Camping with your dog can be one of the most fulfilling adventures the two of you can have. It feels so good to be with your favorite animal among all that nature has to offer. I especially like watching my dog let his instincts be his guide, as he teaches me to see the world differently.
But ultimately we are domestic creatures- we have our needs that nature can’t fulfill, and desires beyond the forests and plains. And since you are your dog’s caretaker, there are things you need to do to ensure your dog has as much fun in the wilderness as you do. Here are a couple of tips to help you along the way.
Bring a Bit of Home with You:
The outdoors can be overwhelming to dogs, especially if they are in unfamiliar territory. Other campers, wild animals and lack of fences or walls can break down a dog’s security. Little things can help them be comfortable in their new surroundings. Bring along your dog’s crate if he’s crate trained, or a bed or blanket that smells like home. Like how some people bring their own pillows to hotels, the feeling of something familiar in both scent and touch will help your dog de-stress and relax. Rawhide chews and peanut-butter kongs can be seen as meditation tools and will help your dog relax.
Camping is a Workout:
When you’re camping, everything is a bit more difficult than being at home. From cooking meals to going to the restroom, everything is a bit more involved and takes more energy and time to do. Remember your furry friend when you go about your day- just as you feel more tired and hungry, so does your pal. It’s okay to feed your dog a bit more when you camp (food = energy to burn) and look to doggy aspirin to relieve his muscle aches after a long hike or swim. And don’t forget to relax!
Check in with the Vet:
Just as they say you should Check with your Doctor before you start any serious exercise, you should take your fuzzy friend to the vet to make sure your dog will be physically sound enough to “rough it” at Camp. Vets can also give your friend special treatments to protect against parasites while you’re out. Remember to make sure your vaccines are up to date too- many dangerous illnesses that are transmitted through contact (such as parvovirus, rabies and mange) can be prevented by keeping you pet up-to-date on his yearly shots.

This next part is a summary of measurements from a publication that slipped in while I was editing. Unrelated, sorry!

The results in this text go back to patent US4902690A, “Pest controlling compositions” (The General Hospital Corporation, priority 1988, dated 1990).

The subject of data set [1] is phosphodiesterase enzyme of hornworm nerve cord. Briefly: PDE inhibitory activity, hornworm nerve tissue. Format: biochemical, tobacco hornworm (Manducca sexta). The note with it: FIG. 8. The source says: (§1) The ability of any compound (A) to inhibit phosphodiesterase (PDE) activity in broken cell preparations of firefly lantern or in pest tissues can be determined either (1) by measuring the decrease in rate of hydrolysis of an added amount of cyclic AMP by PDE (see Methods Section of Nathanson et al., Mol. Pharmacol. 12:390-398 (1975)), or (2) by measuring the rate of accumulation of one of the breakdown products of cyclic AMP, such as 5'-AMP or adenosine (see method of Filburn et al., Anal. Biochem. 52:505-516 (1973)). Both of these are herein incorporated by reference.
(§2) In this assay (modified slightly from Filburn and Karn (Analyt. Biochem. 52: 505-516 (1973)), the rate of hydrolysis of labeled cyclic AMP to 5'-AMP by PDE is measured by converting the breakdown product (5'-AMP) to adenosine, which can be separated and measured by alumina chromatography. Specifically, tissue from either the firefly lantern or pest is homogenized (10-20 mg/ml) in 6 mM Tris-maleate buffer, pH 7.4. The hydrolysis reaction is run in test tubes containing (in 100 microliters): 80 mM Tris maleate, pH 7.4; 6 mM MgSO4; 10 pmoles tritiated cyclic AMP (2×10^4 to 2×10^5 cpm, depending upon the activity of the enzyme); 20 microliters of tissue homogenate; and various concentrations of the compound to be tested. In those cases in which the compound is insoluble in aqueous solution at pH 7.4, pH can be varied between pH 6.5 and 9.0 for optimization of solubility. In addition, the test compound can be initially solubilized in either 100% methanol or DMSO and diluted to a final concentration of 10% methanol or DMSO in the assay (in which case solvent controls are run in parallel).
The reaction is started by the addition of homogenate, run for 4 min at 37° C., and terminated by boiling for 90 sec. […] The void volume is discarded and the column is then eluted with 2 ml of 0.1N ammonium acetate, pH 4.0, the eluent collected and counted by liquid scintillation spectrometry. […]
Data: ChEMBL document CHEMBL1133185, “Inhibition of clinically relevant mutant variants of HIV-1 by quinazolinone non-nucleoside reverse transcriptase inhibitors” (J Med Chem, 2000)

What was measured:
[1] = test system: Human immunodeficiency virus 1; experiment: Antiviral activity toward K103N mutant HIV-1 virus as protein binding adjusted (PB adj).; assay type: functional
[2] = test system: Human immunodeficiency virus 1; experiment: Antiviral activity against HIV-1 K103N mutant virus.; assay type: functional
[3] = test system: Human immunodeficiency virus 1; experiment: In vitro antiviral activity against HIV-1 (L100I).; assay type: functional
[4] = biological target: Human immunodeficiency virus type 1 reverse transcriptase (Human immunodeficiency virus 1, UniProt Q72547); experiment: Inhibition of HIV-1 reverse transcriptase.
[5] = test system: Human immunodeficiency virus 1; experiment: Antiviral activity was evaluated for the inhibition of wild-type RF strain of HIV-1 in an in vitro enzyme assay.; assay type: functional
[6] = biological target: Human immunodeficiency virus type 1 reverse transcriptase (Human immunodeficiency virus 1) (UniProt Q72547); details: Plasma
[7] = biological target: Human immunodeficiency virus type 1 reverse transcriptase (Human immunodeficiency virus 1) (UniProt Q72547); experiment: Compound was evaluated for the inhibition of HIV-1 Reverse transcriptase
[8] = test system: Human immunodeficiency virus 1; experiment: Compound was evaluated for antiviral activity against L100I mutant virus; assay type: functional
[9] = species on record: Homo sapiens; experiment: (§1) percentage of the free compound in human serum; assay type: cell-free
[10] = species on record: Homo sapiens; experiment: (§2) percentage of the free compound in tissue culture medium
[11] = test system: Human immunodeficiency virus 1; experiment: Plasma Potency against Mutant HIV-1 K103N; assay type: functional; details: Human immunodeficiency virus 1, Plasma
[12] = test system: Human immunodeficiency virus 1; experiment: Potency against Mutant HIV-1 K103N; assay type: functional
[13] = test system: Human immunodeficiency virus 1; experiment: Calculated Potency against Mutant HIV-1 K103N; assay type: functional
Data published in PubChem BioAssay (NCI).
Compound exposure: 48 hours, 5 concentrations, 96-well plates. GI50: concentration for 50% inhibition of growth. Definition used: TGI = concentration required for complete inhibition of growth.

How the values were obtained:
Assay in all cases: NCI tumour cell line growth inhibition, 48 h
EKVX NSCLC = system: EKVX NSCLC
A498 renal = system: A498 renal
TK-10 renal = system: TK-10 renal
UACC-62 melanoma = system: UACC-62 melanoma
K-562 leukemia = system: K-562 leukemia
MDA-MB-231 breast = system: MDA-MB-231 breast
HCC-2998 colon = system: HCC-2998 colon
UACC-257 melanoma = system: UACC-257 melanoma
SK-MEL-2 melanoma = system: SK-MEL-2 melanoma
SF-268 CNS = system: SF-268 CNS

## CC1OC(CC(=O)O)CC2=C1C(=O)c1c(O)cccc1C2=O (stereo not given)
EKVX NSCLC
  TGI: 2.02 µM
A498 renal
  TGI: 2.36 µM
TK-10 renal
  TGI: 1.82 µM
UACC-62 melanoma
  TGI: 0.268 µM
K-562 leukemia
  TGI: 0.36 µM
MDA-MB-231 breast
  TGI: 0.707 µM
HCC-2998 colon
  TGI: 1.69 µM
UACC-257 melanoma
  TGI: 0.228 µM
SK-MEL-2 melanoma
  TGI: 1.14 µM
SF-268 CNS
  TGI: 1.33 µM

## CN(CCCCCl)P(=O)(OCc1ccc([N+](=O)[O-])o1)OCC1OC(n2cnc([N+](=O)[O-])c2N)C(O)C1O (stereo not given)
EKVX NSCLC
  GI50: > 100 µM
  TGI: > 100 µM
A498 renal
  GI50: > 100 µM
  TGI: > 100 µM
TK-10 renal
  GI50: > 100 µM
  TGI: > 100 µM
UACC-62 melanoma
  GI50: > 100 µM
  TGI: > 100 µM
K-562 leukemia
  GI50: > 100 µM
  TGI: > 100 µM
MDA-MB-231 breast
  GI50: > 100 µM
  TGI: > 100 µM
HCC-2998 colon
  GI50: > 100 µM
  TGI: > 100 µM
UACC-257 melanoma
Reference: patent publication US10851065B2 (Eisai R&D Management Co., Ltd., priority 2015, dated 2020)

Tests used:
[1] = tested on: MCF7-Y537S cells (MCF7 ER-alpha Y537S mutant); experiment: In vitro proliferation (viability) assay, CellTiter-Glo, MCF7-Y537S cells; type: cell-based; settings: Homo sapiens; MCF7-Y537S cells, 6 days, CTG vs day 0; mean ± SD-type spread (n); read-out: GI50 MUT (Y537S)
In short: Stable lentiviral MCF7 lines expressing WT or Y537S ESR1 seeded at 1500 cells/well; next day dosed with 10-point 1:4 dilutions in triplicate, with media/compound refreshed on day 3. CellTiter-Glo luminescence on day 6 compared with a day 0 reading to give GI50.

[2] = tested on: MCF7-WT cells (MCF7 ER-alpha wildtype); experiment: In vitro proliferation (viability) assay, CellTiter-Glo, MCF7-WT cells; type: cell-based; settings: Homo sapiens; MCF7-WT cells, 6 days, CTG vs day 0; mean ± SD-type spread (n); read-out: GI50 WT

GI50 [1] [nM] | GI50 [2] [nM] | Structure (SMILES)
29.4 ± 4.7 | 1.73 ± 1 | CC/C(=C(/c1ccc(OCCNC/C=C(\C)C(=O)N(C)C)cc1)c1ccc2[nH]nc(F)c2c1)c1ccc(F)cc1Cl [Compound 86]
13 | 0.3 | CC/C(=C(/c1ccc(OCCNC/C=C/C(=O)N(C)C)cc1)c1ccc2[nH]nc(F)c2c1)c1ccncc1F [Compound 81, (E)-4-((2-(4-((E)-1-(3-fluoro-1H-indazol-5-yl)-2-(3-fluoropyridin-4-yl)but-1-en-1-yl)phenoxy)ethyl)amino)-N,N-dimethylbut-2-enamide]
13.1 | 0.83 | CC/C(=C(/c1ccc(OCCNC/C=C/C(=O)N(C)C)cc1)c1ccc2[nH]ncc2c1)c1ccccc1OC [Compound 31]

Don’t Force Happiness:
Some dogs just can’t handle camping, and that’s okay. Scared or resentful dogs may wind up ruining your Camping trip, and then no one’s happy. With dogs that don’t enjoy the outdoors, their best bet for happiness is to stay behind. Find a nice kennel to board your pooch that fits your needs and his personality, or hire a dog-sitter to feed and play with your pet while you’re away. And don’t feel guilty- if you have to sedate your dog for you two to enjoy your camping trip, then he’s not really there anyway.
These tips will help you figure out how to approach your trip with your furry friend. As you go on more trips, you can tailor your activities to your dog- and will find all sorts of new ways to have fun in the wild!
Check out this website for some great places to Camp with you four legged companion in the USA. Pet Friendly Travel.com